Friday, June 5, 2009, 1:18 PM

Just the Facts

While Congress, the Department of Labor, and the plaintiffs' bar seem intent on pushing the envelope toward new claims and new employer liability, care should be taken to consider the teaching of the Supreme Court's decision in Ashcroft v. Iqbal, 556 U.S. ___, 129 S.Ct. 1937 (May 18, 2009). The case involved a Muslim Pakistani pretrial detainee who claimed he had suffered under harsh prison conditions and brought suit against the former Attorney General and the FBI director. The question presented for review was a narrow one: did the plaintiff "plead factual matter that, if taken as true, states a claim that [Ashcroft and Mueller] deprived him of his clearly established constitutional rights." However, the 5-4 ruling by Justice Kennedy applies to all complaints filed in US District Courts, and carries the potential for more rigorous scrutiny of such pleadings given the heightened standard the Court explained.

Iqbal builds on the 2007 precedent established in Bell Atlantic Corp. v. Twombly, 550 U.S. 544, which had announced a "flexible 'plausibility standard'" - reciting conclusory statements in the complaint will not always suffice to keep a case alive. In other words, a complaint needs more than legal conclusions - it must provide some factual context, which crosses the line between possibility and plausibility, in order to survive a motion to dismiss. Accordingly, the Court found that two claims in the complaint did not meet that threshold:

(1) that the defendants "knew of, condoned, and willfully and maliciously agreed to subject" [Iqbal] to harsh conditions of confinement "as a matter of policy, solely on account of [his] religion, race and/or national origin and for no legitimate penological interest"; and

(2) that Ashcroft was "the principal architect" of the policy and that Mueller was "instrumental" in adopting and executing it.

The problem was in the failure of the complaint to explain the chasm between those assertions and the conclusion that the defendants' purpose in formulating the policy was based on race, religion or national origin. Iqbal argued that these issues could be dealt with in the discovery process, the the Court disagreed on grounds that "it is counterproductive to require the substantial diversion that is attendant to participating in litigation and making informed decisions as to how it should proceed" just because the plaintiff has put together a complaint which, if all the allegations were proved, might result in liability for the defendant. In the most significant aspect of the decision for employment litigation, the Court warned that it is not enough to claim discrimination; there must be a factual context presented to allow the judge to assess whether the case should be allowed to proceed.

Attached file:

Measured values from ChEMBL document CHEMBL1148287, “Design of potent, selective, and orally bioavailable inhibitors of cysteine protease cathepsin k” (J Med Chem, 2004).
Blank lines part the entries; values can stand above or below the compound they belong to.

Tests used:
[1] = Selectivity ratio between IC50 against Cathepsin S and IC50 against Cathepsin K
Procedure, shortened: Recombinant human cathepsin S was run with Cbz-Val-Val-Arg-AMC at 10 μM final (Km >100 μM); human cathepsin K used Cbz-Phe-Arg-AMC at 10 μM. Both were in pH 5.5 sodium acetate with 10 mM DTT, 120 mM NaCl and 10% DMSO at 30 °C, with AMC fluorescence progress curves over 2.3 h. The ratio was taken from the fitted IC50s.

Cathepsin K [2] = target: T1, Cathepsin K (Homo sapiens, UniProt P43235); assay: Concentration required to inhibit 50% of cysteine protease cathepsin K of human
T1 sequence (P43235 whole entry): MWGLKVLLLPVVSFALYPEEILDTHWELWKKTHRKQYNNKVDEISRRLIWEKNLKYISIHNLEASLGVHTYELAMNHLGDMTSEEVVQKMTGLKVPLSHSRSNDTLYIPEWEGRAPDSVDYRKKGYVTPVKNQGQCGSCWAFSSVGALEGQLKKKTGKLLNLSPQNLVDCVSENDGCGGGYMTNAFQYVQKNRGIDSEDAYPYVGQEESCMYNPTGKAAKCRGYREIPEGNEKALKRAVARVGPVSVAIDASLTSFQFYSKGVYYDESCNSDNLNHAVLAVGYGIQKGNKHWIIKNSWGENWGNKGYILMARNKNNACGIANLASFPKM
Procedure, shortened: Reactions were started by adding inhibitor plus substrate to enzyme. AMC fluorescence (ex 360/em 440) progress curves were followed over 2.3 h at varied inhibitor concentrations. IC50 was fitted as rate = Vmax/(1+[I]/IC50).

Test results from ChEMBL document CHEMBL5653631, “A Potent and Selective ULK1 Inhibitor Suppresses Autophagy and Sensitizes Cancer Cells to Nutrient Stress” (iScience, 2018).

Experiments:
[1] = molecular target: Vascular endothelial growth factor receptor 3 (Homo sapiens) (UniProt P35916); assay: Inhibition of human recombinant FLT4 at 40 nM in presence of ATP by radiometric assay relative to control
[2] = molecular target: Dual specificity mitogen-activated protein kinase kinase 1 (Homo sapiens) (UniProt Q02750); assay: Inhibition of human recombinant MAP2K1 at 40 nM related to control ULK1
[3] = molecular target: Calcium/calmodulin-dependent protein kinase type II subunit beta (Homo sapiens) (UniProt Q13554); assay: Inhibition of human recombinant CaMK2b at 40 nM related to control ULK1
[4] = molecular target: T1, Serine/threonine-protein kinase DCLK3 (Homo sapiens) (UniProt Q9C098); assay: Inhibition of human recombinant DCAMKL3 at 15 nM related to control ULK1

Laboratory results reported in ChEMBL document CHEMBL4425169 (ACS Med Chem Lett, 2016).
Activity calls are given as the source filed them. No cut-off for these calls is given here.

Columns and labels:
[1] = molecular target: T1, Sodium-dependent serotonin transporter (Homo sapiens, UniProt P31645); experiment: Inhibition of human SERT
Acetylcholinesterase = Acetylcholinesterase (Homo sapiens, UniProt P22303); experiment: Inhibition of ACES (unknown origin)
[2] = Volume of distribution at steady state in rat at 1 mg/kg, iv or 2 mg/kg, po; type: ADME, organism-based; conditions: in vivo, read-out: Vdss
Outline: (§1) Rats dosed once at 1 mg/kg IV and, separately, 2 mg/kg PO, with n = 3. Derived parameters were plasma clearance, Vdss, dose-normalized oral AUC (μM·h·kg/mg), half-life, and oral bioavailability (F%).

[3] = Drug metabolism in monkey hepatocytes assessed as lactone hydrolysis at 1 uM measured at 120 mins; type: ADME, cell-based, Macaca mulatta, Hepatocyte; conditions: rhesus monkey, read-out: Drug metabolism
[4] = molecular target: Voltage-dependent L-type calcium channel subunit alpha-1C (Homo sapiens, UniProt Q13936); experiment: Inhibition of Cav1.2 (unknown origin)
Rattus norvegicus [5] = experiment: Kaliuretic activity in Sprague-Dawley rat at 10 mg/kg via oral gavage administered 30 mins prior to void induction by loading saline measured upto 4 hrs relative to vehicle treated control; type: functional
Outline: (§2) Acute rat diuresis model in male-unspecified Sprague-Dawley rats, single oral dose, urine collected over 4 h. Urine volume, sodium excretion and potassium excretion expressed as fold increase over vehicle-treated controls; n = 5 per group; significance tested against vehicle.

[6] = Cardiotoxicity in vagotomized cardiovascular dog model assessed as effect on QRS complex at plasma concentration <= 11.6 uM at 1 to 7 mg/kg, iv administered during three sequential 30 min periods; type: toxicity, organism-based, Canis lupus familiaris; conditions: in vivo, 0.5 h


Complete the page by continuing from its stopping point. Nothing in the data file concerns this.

The four dissenters - Justices Souter, Stevens, Ginsburg and Breyer - deemed the majority's analysis "cursory," contending that the two claims discussed above were selected without regard for other concessions made by the defendants. It is instructive to note, however, that whatever concessions a defendant might make in an answer or otherwise are not pertinent to an analysis of the complaint itself. Iqbal stands for the proposition that something is needed beyond leaps of faith to enable a complaint to be answered at all.

How does this lesson apply? Using FLSA litigation as an example, there are plaintiffs' attorneys who file complaints which are formulaic, bare-bones documents in which the changes from one case to another are so minimal as to suggest a simple filling in of the blanks. Often there is no identification of the plaintiff's job, department, or working conditions; instead, there is a simple assertion that the employer violated the law by failing to pay plaintiff (and all those similarly situated) in accordance with the law. Nor are Department of Labor complaints much better (and often, since there is no plaintiff other than the Secretary of Labor, there may be even less detail). Will this become an issue in FLSA litigation? Will plaintiffs' counsel need to be a bit more specific in drafting their complaints? The answer to the first question is clearly yes; the answer to the second will be provided over the next few years, assuming, of course, that there is no revisiting of the subject by the Supreme Court.

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